Trading GBP around the referendum

As the EU referendum approaches, it is worth taking a look at the picture for GBP/USD and GBP/JPY in the lead up to this momentous decision.  

Source: Bloomberg

With the unexpected emergence of an increasingly anti-EU theme in recent referendum polls, sterling has suffered substantial losses. However, with just nine days until the vote, it is worth looking into the current state of play for the pound and what markets might be the best bet in each scenario.

The first thing to note is that price action has been largely dictated by the change in sentiment from poll data. The IG binary is not an average of poll results, but it is certainly influenced by each one that comes out.

As such, the clear correlation between the IG binary and GBP/USD is really an indication that largely GBP/USD has been trading based upon shifting expectations for the referendum.

This makes technical analysis difficult and means the focus should largely be upon either a long-term view or a short-term view. In this, we will take the long-term view.

When looking at the possible repercussions of each decision it is worthwhile noting two things. Firstly, we have seen a substantial amount of ground lost recently which would likely be made up relatively swiftly should we go back to business as usual next Friday.

However, on the flip side, we have already seen a great degree of selling prior to this vote as risks are increasingly baked into price. However, when looking at the current account differentials between the UK and other major economies, it is clear that perhaps there is an argument for sterling to be weak. Standing at over five times GDP, the UK has the worst current account deficit of any developed nation.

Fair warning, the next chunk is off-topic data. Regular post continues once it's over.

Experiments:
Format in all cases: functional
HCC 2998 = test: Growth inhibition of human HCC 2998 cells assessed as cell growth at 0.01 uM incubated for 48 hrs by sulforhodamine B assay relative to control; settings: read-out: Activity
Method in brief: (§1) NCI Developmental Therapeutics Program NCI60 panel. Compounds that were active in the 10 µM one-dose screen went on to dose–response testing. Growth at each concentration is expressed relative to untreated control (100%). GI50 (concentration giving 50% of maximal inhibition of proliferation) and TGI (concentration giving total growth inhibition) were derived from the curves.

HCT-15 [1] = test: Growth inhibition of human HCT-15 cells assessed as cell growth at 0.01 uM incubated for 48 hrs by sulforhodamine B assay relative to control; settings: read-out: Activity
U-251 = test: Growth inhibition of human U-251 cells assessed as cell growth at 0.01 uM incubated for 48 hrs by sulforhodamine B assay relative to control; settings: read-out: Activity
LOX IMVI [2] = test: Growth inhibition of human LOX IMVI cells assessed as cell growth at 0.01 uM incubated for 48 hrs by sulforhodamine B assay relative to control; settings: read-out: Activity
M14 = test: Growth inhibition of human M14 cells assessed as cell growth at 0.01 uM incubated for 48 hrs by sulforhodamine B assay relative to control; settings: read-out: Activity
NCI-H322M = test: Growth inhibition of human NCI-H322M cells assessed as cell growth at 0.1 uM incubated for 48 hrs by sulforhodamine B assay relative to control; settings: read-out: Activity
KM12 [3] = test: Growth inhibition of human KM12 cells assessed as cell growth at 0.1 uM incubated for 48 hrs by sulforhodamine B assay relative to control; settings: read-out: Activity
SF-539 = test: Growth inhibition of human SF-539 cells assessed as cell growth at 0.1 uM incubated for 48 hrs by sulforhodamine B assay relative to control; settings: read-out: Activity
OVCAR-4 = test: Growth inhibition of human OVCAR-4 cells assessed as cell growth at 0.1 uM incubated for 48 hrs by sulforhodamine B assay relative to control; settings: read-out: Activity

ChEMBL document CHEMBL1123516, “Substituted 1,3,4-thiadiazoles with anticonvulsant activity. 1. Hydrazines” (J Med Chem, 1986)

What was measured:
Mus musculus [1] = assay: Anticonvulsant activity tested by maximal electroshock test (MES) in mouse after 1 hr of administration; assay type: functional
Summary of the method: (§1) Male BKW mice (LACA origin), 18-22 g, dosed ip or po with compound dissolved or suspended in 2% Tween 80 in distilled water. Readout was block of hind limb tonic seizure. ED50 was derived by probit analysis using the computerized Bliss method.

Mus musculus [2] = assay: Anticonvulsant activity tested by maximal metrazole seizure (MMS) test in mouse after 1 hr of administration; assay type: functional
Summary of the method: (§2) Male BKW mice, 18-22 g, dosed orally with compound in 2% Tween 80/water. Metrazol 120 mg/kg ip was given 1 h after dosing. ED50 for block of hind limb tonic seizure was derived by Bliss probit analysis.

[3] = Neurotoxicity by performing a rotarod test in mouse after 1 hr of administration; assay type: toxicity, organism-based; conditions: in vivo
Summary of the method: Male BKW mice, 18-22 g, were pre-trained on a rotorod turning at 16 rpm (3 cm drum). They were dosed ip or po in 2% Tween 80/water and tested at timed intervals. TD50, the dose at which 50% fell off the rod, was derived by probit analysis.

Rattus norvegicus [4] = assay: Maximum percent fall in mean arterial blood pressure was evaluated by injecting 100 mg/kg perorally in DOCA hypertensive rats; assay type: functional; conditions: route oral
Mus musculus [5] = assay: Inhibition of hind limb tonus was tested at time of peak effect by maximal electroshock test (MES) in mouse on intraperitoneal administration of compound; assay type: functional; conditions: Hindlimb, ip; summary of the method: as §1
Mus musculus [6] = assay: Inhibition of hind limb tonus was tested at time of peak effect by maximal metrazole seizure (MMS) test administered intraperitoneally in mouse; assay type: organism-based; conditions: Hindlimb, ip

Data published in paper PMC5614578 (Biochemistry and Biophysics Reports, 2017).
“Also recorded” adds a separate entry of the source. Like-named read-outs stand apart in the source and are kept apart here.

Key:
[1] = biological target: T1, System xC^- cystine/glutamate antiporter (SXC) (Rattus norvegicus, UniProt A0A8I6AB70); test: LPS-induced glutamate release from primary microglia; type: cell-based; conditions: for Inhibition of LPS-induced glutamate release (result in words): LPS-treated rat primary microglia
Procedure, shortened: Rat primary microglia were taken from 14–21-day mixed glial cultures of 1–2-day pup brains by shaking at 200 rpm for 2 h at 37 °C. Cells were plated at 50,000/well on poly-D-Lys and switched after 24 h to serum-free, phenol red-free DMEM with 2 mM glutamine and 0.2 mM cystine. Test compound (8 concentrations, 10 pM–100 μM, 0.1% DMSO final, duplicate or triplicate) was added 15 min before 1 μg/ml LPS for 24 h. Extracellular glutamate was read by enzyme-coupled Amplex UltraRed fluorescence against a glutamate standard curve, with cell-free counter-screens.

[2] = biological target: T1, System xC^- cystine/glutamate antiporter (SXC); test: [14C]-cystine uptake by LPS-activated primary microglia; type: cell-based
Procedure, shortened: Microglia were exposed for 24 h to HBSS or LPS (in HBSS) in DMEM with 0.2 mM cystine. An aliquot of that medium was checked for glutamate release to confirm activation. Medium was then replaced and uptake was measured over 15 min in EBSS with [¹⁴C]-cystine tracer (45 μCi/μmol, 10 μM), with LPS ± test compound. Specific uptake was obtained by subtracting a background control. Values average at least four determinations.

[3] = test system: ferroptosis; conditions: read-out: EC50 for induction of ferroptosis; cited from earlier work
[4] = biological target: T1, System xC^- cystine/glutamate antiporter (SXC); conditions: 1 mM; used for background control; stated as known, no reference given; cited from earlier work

This highlights that perhaps the pound’s valuation is also reliant upon the inflows and outflows from the economy and not simply sentiment surrounding a potential Brexit.

The chart below shows that typically there is a lag of two-three years between a current account peak and the value of sterling against the euro and dollar. With this in mind, it makes sense to look for longs against currencies from an economy with a large (and growing) current account deficit, or shorts against those with a large (and growing) surplus.

The dollar is one major economy running a decent sized deficit, whereas Japan has a large surplus.


For a potential long situation in the event of a ‘remain’ vote, we have chosen GBP, given the fact that the US, like the UK suffers a relatively sizeable trade deficit. The long-term picture of GBP/USD clearly shows that the pair is hugely cheap by historical standards, with the $1.35-$1.42 zone generally only reached fleetingly over the past 30 years.

Clearly, the shift towards a greater chance of a Brexit in recent weeks has driven a sharp move back into this zone. However, many will see this as a strong long-term buying opportunity should they believe the UK is likely to remain in the EU. There is a good chance that the only way we break to a new 31-year low (below $1.3504) would be in the event of a Brexit.